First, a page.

October 2012 will mark the 40th anniversary of the Clean Water Act. First enacted as the Federal Water Pollution Control Act of 1948, the law was substantially strengthened in 1972 and 1977 to become what is commonly called the Clean Water Act. The objective of this landmark legislation was to “restore and maintain the chemical, physical, and biological integrity of the Nation’s waters” by eliminating discharge of pollutants into the navigable waters of the U.S.
And while the Clean Water Act found great success in its first quarter century, almost doubling the number of rivers and lakes considered “fishable” and “swimmable”, and dramatically increasing the percent of the population served by sewers, it still faces incredible challenges. The 2004 National Water Quality Inventory: Report to Congress estimated 44% of assessed stream miles, 64% of assessed lake acres and 30% of assessed bay and estuarine square miles were not clean enough to support fishing and swimming. The report identified the leading causes of impairment as: pathogens, mercury, nutrients, and organic enrichment/low dissolved oxygen, and the top sources of impairment as atmospheric deposition, agriculture, hydrologic modifications and unknown or unspecified sources.
Despite these challenges, on July 13, 2011, the U.S. House of Representatives passed H.R. 2018: Clean Water Cooperative Federalism Act of 2011. The act proposes to amend the Clean Water Act to “preserve the authority of each State to make determinations relating to the State’s water quality standards, and for other purposes.” The NRDC rightly argues that the bill “reverses the basic premises Clean Water Act – that what one state does affects the waters in other states, and that state policies alone had failed miserably to provide waters that are safe for drinking, swimming and fishing” and that the bill would prevent EPA from requiring states to develop effective clean water protection rules. The bill has not yet been taken up by the Senate.
As a nation, our water quality issues are not trivial. We have a Dead Zone in the Gulf of Mexico – an area the size of the state of Rhode Island in the bottom waters in which oxygen concentrations are so low that virtually nothing can live, we are contaminating drinking water with fracking fluids, and loading up aquifers with nutrients, antibiotics and microbial pathogens from Confined Animal Feeding Operations (CAFOs). A 2009 New York Times article suggests that “the Clean Water Act has been violated more than 506,000 times since 2004, by more than 23,000 companies and other facilities” and the number of violations had grown over the previous decade. At the same time, powerful industries are successfully lobbying to undermine effective regulation. It seems that this latest attempt to undermine the Clean Water Act is more of the same. As William K. Reilly, EPA Administrator under President George H.W. Bush, said “Unless the E.P.A. is pushing state regulators, a culture of transgression and apathy sets in.”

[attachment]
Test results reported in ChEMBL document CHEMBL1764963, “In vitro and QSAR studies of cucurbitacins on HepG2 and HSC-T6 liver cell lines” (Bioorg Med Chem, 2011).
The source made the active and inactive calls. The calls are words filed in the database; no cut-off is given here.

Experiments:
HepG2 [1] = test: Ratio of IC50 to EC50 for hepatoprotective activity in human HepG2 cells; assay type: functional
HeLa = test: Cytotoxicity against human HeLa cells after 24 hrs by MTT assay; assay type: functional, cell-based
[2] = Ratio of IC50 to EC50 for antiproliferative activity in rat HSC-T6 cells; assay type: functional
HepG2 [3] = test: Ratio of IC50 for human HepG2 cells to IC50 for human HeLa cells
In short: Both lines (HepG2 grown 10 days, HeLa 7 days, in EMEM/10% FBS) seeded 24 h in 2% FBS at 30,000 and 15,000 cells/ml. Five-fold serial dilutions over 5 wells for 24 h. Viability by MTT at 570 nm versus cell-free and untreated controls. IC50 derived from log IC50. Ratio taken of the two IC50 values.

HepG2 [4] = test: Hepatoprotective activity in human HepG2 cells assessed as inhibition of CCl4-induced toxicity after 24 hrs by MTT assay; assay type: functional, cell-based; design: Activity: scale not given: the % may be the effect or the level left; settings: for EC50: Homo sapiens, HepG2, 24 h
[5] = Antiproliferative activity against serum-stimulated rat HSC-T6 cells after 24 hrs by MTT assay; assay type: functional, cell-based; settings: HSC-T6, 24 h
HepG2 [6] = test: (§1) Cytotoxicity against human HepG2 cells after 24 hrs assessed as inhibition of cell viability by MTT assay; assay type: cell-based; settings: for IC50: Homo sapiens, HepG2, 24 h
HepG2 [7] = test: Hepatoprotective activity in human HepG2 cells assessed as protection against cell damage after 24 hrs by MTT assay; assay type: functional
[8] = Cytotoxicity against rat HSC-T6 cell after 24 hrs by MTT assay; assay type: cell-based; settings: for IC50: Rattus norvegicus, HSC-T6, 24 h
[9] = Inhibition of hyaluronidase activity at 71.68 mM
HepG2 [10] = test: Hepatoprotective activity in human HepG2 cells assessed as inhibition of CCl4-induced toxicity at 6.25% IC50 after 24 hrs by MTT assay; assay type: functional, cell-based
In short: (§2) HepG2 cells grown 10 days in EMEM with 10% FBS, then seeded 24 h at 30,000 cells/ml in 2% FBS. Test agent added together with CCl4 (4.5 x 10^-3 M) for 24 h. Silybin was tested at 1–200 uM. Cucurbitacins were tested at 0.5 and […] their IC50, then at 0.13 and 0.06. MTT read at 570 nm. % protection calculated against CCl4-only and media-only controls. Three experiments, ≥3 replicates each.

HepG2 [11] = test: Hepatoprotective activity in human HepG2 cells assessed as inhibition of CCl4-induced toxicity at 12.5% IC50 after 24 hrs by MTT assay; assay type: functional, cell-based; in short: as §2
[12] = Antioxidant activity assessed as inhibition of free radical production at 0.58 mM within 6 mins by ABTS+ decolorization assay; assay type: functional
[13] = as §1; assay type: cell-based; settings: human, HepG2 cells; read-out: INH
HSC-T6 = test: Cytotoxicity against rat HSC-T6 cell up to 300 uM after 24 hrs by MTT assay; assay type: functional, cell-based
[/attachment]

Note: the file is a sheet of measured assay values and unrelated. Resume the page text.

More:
Have we forgotten the fate of Cleveland’s Cuyahoga River, which captured national attention and incited outrage when it burst into flames in 1969 (not for the first time, I might add). At the time, the river was said to be one of the most polluted in the U.S. – its surface covered with a brown oily film and trash and debris-filled, thick, black oil slicks — and entirely devoid of fish. The event is considered by many to have largely spurred the environmental movement, the Clean Water Act, and the creation of the Environmental Protection Agency.
Is this what we want for our future?